Benefit coverage determinations based on written Medical Policy coverage positions must include review of the member’s benefit contract or Summary Plan Description (SPD) for defined coverage vs. non-coverage, benefit exclusions, and benefit limitations such as dollar or duration caps.


The following codes may be applicable to this Medical policy and may not be all inclusive.

CPT Codes




ICD-9 Diagnosis Codes

Refer to the ICD-9-CM manual

ICD-9 Procedure Codes

Refer to the ICD-9-CM manual

ICD-10 Diagnosis Codes

Refer to the ICD-10-CM manual

ICD-10 Procedure Codes

Refer to the ICD-10-CM manual

Medicare Coverage:

The information contained in this section is for informational purposes only. HCSC makes no representation as to the accuracy of this information. It is not to be used for claims adjudication for HCSC Plans.

The Centers for Medicare and Medicaid Services (CMS) does not have a national Medicare coverage position. Coverage may be subject to local carrier discretion.

A national coverage position for Medicare may have been developed since this medical policy document was written. See Medicare's National Coverage at>.


1. Cram JR, Lloyd J, Cahn TS. The reliability of EMG muscle scanning. Int J Psychosom. 1994; 41(4-Jan):41-45.

2. De Luca CJ. Use of the surface EMG signal for performance evaluation of back muscles. Muscle Nerve. 1993; 16(2):210-216.

3. Jones SL, Hitt JR, Desarno MJ, et al. Individuals with non-specific low back pain in an active episode demonstrate temporally altered torque responses and direction-specific enhanced muscle activity following unexpected balance perturbations. Exp Brain Res. Sep 2012; 221(4):413-426. PMID 22875027

4. Sheeran L, Sparkes V, Caterson B, et al. Spinal position sense and trunk muscle activity during sitting and standing in nonspecific chronic low back pain: classification analysis. Spine (Phila Pa 1976). Apr 15 2012; 37(8):E486-495. PMID 22024899

5. Hanada EY, Johnson M, Hubley-Kozey C. A comparison of trunk muscle activation amplitudes during gait in older adults with and without chronic low back pain. PM R. Oct 2011; 3(10):920-928. PMID 22024323

6. Neblett R, Brede E, Mayer TG, et al. What is the best surface EMG measure of lumbar flexion-relaxation for distinguishing chronic low back pain patients from pain-free controls? Clin J Pain. Apr 2013; 29(4):334-340. PMID 23328325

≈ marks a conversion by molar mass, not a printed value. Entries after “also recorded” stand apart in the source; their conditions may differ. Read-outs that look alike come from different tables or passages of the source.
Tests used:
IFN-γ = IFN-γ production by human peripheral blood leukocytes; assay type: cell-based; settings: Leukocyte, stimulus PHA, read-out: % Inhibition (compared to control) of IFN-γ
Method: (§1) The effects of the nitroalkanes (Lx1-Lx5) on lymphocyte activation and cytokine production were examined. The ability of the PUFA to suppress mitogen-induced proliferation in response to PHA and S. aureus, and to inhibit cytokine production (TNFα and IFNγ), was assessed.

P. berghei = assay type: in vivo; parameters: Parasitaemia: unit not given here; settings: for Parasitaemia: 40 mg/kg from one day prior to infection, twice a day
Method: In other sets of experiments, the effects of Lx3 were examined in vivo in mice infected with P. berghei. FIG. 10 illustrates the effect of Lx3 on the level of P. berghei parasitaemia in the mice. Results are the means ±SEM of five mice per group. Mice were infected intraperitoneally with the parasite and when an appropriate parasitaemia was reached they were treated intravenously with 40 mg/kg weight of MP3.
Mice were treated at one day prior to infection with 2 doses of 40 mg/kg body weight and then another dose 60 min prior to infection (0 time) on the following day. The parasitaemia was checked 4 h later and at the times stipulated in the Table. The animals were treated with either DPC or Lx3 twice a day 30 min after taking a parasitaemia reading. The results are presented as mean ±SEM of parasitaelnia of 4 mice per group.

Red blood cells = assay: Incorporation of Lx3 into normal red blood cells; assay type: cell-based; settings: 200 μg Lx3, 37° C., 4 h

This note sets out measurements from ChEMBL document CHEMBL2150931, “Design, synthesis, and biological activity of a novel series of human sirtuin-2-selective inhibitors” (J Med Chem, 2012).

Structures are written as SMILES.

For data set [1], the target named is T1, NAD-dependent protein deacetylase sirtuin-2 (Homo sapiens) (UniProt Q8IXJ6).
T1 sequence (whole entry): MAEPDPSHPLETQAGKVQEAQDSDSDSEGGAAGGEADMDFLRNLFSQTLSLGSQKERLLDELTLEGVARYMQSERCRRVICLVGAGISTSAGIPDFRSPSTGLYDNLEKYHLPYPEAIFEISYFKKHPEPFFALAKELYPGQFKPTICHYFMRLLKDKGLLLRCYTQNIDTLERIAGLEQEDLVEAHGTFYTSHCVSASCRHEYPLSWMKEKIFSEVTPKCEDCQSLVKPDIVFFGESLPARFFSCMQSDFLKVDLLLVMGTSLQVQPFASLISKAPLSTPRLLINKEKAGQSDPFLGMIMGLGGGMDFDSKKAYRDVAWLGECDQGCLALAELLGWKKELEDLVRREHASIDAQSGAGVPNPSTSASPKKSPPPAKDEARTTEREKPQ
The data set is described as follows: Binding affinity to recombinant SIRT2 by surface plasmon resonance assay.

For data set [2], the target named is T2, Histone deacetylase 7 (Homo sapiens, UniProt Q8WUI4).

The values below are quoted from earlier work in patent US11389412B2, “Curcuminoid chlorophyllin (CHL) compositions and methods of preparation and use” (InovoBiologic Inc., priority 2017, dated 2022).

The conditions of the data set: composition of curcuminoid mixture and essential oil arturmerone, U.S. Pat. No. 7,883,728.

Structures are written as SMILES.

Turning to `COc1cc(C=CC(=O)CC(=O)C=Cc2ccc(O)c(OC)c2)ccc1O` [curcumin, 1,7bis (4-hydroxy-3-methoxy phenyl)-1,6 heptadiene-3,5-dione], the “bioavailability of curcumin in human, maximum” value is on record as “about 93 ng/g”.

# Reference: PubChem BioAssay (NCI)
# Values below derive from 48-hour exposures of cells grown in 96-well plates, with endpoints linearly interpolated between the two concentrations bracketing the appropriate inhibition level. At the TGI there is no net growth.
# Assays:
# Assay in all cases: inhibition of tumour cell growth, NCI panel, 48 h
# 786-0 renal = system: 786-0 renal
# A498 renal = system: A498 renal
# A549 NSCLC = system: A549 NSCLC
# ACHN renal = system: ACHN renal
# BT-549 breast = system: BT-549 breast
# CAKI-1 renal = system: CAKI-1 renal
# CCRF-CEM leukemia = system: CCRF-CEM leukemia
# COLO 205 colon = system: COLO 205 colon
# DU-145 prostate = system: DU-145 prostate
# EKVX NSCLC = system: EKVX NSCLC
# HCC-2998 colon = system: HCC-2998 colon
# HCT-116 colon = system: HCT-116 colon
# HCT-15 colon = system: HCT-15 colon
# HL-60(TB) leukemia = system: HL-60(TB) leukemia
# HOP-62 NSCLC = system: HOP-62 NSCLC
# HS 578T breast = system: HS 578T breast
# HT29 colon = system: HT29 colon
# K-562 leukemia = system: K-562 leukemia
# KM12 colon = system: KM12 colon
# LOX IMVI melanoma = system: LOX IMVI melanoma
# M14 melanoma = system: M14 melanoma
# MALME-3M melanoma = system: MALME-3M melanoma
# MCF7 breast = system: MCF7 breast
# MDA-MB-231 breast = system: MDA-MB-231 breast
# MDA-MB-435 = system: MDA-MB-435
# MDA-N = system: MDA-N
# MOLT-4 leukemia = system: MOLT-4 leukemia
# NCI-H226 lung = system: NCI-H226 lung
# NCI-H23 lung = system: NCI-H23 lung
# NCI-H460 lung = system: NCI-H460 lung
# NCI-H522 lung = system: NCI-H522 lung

7. Ahern DK, Follick MJ, Council JR, et al. Reliability of lumbar paravertebral EMG assessment in chronic low back pain. Arch Phys Med Rehabil. 1986; 67(10):762-765.

8. Gentempo P, Kent C. Establishing medical necessity for paraspinal EMG scanning. Chiropractic: J Chiropractic Res Clin Invest. 1990; 3(1):22-25.

9. Hu Y, Siu SH, Make JN, et al. Lumbar muscle electromyographic dynamic topography during flexion-extension. J Electromyogr Kinesiol. 2010; 20(2):246-255.

10. Hu Y, Kwok JW, Tse JY, et al. Time-varying surface electromyography topography as a prognostic tool for chronic low back pain rehabilitation. Spine J. Jun 1 2014; 14(6):1049-1056. PMID 24530438

11. Humphrey AR, Nargol AV, Jones AP, et al. The value of electromyography of the lumbar paraspinal muscles in discriminating between chronic-low-back-pain sufferers and normal subjects. Eur Spine J. 2005; 14(2):175-184.

12. Peach JP, McGill SM. Classification of low back pain with the use of spectral electromyogram parameters. Spine. 1998; 23(10):1117-1123.

13. Roy SH, Oddsson LI. Classification of paraspinal muscle impairments by surface electromyography. Phys Ther. 1998; 78(8):838-851.

14. Ellestad SM, Nagle RV, Boesler DR, et al. Electromyographic and skin resistance responses to osteopathic manipulative treatment for low-back pain. J Am Osteopath Assoc. 1988; 88(8):991-997.

15. Bittman B, Cram JR. Surface electromyography: an electrophysiologic alternative in pain management. Presented at the American Pain Society; 1992; Illinois.

16. Demoulin C, Crielaard JM, Vanderthommen M. Spinal muscle evaluation in healthy individuals and low-back-pain patients: a literature review. Joint Bone Spine. 2007; 74(1):9-13.

17. American College of Occupational and Environmental Medicine (ACOEM). Low back disorders. Occupational medicine practice guidelines: evaluation and management of common health problems and functional recovery in workers. Accessed June, 2014.

18. Paraspinal Surface Electromyography (EMG) to Evaluate and Monitor Back Pain. Chicago, Illinois: Blue Cross Blue Shield Association Medical Policy Reference Manual (2014 September) 2.01.35.

Policy History:

Date Reason
4/1/2015 Document updated with literature review. Coverage unchanged.
9/15/2012 Document updated with literature review. Coverage unchanged.
1/1/2010 Revised/Updated Entire Document, no change in experimental, investigational, and unproven coverage position.
5/15/2007 Revised/Updated Entire Document
10/1/2003 Codes Revised/Added/Deleted
8/15/2003 Revised/Updated Entire Document
1/1/1998 Revised/Updated Entire Document
5/1/1996 Revised/Updated Entire Document
1/1/1995 Revised/Updated Entire Document
4/1/1994 Revised/Updated Entire Document

Archived Document(s):